You may recall this if you’re over a certain age. Graffiti wasn’t very enjoyable in the 1950s and 1960s. It was mainly just ugly; offensive words were written everywhere without artistic value.
A graffiti revolution began in the subways of New York City in the 1970s, as youngsters started spray-painting cheerful and colorful cartoons that would quickly spread across the globe, changing the art scene forever.
Street art became widely popularized by artists such as Keith Haring and Jean-Michel Basquiat in a new and fresh way like the world had never seen before. Graffiti quickly became that generation’s iconic symbol, with photographer Martha Cooper‘s snapshots capturing it all. Now, her best work is being shared again in a new book, Spray Nation, which accurately depicts the thrilling street art scene of 1980s New York City.
At that time, Cooper had unrivaled access as one of the few adults permitted inside the secluded scene that brought together black, Latino, and white teenagers. The book compellingly captures this tumultuous period’s energy, intrigue, and artistic anarchy.
Not only are the kids’ stories fascinating, but Cooper’s own story is as well. At nearly 40 years old, she quit her job as a female staff photographer at the New York Post in 1980 to document the golden age of subway graffiti.
She ventured into train yards at night when no one was looking and quietly climbed between the enormous steel cars. Given the 600 volts of live electricity that flowed through the third rail on the line all day long, her activities might be described as “death-defying.”
Now in her late seventies, Cooper still globe-trots to document the current state of street art and graffiti, an endeavor that was first sparked by co-authoring Subway Art with Henry Chalfant back in 1984.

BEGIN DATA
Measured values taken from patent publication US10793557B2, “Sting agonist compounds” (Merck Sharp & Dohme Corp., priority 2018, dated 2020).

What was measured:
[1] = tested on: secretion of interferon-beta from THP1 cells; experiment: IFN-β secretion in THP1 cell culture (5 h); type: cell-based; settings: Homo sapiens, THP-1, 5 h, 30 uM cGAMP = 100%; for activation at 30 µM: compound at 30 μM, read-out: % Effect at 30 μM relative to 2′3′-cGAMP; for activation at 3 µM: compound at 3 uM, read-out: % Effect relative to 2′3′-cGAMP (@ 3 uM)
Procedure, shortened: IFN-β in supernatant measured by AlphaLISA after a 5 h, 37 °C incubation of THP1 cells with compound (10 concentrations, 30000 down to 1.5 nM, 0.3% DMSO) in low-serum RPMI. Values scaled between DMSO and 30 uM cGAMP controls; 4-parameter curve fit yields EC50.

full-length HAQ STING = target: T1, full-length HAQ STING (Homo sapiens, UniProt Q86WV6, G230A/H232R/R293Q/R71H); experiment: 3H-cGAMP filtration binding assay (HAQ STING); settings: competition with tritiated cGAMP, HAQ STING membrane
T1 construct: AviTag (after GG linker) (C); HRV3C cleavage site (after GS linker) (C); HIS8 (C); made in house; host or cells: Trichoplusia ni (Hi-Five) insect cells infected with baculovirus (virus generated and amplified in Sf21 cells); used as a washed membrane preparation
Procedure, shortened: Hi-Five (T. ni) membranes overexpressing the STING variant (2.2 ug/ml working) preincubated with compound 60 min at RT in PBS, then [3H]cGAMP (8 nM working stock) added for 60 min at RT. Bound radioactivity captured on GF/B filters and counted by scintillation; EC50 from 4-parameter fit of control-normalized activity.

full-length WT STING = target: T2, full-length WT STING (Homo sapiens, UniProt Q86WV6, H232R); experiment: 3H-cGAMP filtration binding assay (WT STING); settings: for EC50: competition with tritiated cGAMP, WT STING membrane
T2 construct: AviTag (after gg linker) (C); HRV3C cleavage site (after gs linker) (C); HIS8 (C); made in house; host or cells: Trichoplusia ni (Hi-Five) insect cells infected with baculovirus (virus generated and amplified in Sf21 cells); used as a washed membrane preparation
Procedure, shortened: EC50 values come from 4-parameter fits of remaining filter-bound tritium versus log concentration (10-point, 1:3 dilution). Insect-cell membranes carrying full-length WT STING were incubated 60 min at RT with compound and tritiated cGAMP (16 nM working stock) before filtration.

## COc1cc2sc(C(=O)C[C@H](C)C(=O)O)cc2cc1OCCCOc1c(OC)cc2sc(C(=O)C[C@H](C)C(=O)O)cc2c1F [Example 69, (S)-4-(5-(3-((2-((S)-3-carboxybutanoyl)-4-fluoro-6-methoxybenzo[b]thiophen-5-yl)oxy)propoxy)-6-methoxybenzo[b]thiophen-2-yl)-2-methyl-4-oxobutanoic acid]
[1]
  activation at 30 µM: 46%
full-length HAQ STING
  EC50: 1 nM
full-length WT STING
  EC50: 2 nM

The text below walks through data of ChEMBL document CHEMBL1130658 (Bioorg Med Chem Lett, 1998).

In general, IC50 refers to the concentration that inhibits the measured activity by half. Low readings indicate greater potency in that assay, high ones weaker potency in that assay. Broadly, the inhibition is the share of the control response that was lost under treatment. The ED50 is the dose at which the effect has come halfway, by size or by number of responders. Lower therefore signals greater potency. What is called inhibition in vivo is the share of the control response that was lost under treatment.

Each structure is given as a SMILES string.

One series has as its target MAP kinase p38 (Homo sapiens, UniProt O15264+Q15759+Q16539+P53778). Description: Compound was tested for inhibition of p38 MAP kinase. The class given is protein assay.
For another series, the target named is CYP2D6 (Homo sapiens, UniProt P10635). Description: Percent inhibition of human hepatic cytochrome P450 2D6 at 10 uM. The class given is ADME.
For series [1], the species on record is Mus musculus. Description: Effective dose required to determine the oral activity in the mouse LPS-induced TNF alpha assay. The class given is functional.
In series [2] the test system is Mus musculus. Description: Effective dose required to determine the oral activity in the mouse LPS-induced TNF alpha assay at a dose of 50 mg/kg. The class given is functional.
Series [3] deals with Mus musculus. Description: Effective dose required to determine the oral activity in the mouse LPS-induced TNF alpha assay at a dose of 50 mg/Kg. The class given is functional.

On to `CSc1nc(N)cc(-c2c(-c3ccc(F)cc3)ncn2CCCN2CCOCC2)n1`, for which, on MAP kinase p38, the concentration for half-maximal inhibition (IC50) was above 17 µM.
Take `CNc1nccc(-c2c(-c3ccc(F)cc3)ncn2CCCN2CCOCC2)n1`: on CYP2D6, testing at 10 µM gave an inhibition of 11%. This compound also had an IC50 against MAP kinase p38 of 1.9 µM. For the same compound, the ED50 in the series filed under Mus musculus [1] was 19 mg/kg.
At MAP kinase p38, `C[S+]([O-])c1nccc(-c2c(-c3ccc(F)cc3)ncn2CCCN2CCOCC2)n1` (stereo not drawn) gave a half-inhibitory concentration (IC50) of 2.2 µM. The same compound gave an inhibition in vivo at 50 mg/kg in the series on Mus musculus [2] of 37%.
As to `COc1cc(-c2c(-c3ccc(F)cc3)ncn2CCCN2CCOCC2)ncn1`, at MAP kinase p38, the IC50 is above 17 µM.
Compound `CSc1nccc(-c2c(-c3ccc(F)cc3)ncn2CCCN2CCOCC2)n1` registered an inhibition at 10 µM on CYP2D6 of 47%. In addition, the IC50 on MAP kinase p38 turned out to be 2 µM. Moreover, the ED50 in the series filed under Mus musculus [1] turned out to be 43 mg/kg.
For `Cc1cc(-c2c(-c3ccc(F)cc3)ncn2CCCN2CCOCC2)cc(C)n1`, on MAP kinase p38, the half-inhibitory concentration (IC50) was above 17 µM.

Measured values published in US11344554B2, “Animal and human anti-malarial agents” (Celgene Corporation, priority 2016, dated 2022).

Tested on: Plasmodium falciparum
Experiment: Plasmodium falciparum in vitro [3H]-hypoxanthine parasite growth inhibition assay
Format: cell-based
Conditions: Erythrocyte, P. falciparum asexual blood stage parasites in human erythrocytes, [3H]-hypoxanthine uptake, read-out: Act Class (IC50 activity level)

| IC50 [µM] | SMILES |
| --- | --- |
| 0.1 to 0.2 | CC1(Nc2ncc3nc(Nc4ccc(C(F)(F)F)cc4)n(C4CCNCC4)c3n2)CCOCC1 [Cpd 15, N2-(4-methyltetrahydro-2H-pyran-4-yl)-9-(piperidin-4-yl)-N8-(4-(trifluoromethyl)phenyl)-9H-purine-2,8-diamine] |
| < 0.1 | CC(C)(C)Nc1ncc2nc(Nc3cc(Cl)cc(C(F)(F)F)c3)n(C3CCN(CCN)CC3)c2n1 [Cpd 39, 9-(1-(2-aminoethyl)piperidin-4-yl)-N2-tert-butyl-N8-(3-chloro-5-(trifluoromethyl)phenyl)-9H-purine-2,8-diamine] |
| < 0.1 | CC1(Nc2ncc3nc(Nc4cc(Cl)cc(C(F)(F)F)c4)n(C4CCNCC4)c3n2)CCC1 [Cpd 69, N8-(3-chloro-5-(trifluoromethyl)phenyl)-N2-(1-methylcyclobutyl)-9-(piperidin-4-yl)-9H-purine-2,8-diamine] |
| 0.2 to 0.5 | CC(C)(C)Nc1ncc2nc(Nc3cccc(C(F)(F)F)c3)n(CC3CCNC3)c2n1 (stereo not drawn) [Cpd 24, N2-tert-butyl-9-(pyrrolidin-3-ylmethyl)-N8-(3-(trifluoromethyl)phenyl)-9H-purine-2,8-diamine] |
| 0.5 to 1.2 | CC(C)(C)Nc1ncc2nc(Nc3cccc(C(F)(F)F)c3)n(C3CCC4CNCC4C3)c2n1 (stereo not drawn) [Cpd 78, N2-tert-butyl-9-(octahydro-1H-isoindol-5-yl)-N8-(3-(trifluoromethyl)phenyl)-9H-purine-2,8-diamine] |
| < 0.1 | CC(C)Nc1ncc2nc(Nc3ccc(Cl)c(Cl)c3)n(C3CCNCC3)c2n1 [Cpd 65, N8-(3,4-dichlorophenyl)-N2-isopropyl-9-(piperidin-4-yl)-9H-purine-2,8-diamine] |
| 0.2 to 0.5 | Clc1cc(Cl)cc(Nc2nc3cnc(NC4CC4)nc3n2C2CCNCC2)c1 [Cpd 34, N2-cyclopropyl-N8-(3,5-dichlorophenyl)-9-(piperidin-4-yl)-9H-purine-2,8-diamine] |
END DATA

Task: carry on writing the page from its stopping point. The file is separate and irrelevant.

However, her most remarkable treasure is her historical archive from the 1980s in New York. Thousands of Kodachrome 35mm slides depicting intimate portraits, action shots, walls, subway cars, and gallery openings are included.
“As a consequence, Cooper is the graffiti writer, enthusiast, collector, and researcher’s go-to gal. They haven’t had the opportunity to visit her studio and gaze upon her decades of amazing work — it’s simply breathtaking. However, she occasionally pulls out yet another treasure, and we all scratch our heads in wonderment: What else does Martha have?”
Roger has a keen interest in the subject as a collector, curator, and creator of Beyond the Streets, an organization that produces large-scale street art exhibits. As a result, he was ideally suited to sift through thousands of slides to pick the best photos for the book.
“I knew her work, the context of the photographs, and was no stranger to book package projects,” he adds. And while it took longer than expected, it was worth it in the end. “The project is better now because of the extra time we spent on it. We’ve battled with many different formats and even gone through the process from beginning to end. There are hundreds of breathtaking pictures in the long run, most of which will be seen for the first time.”
The book contains photographs of luminaries, including Jean-Michel Basquiat, Madonna, Patti Astor, Fab 5 Freddy, Rammellzee, DJ Kay Slay aka Dez, Dondi, Lady Pink, Iz the Wize, Daze, and others. Essays by Roger Gastman of Brooklyn Street Art Inc., Steven P. Harrington of Brooklyn Street Art Inc., journalist Miss Rosen, Jayson Edlin aka TERROR161, and curator Brian Wallis are included.
And there may be even more on the horizon. “I do not think this project is the last to utilize Martha’s archives,” Roger adds. “Her papers are so thick; they’re like a graffiti artist’s account of events, with a very particular vision of how I saw ’80s graffiti through Martha Cooper’s eyes.”